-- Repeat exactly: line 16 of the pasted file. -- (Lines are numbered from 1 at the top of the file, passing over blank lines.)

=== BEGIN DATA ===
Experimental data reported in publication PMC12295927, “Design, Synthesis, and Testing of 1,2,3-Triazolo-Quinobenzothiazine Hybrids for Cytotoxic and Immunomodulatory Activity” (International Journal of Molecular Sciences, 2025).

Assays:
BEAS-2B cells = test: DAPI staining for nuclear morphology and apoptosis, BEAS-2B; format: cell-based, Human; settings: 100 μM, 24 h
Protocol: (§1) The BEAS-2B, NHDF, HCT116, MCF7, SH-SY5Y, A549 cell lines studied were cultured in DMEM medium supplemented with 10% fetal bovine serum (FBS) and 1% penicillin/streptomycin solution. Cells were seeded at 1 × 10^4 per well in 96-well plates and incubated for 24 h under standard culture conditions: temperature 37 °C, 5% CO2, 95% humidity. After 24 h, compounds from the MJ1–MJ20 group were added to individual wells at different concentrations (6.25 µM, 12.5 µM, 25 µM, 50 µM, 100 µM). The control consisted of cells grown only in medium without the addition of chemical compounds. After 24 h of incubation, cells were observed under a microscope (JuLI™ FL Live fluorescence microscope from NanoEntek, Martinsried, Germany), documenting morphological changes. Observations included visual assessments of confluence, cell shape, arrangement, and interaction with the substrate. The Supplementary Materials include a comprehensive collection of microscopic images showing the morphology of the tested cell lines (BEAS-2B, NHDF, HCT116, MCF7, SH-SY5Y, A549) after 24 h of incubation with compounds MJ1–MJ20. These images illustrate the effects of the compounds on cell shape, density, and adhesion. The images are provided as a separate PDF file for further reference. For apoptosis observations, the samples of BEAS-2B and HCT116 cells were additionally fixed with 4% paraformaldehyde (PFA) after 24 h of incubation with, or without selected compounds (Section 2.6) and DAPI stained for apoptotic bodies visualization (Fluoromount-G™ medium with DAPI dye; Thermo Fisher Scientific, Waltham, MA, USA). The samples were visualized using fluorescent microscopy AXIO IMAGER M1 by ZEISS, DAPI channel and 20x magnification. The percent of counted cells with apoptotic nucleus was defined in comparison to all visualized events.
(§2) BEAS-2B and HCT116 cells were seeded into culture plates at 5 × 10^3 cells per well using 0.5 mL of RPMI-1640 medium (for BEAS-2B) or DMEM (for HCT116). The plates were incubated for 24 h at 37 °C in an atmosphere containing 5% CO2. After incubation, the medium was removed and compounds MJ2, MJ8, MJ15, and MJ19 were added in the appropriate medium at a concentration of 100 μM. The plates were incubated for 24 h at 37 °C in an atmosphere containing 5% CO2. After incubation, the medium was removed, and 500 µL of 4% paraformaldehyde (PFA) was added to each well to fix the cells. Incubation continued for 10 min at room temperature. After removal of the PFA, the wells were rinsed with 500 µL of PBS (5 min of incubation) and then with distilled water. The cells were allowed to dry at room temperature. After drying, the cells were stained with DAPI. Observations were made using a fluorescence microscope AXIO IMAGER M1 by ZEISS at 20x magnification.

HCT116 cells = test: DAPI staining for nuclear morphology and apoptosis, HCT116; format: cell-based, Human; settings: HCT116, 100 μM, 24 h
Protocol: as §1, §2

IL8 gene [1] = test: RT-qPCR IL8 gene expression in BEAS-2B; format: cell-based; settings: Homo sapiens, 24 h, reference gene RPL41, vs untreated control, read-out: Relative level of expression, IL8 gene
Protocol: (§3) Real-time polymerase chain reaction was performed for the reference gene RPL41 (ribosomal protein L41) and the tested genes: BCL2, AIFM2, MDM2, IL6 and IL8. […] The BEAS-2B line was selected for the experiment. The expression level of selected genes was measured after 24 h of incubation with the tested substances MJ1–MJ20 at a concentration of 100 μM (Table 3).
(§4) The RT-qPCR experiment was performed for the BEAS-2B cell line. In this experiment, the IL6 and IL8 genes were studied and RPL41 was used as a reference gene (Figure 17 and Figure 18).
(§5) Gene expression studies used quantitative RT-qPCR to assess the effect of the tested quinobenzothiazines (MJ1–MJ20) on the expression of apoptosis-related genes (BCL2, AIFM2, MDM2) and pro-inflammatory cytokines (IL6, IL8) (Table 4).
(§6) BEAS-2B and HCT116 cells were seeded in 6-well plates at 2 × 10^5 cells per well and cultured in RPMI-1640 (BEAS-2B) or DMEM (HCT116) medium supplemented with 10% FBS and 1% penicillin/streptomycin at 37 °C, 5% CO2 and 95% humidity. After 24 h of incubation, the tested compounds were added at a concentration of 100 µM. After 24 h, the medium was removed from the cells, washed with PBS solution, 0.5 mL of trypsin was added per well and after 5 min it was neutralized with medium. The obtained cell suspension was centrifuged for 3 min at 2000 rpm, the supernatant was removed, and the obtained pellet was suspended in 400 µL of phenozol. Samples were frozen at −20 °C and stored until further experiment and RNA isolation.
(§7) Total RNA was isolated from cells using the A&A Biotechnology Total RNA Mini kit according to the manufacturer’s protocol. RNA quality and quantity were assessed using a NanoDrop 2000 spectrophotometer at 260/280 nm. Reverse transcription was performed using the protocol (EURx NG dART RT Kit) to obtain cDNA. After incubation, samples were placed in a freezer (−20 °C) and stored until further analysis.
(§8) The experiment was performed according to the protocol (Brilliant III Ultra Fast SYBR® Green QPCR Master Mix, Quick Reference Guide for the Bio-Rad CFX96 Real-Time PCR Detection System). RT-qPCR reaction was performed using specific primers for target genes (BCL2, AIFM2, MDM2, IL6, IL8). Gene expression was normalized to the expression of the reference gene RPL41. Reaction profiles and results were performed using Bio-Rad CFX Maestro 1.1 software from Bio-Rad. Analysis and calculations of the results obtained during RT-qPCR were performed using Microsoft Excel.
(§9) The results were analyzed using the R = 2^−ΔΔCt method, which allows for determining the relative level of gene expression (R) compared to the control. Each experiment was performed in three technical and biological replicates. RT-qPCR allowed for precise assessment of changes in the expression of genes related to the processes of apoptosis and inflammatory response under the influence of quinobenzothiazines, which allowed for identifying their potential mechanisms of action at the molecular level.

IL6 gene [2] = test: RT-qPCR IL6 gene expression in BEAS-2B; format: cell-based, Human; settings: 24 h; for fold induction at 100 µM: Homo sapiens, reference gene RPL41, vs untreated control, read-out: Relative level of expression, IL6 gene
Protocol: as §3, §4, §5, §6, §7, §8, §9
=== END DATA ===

IL6 gene [2] = test: RT-qPCR IL6 gene expression in BEAS-2B; format: cell-based, Human; settings: 24 h; for fold induction at 100 µM: Homo sapiens, reference gene RPL41, vs untreated control, read-out: Relative level of expression, IL6 gene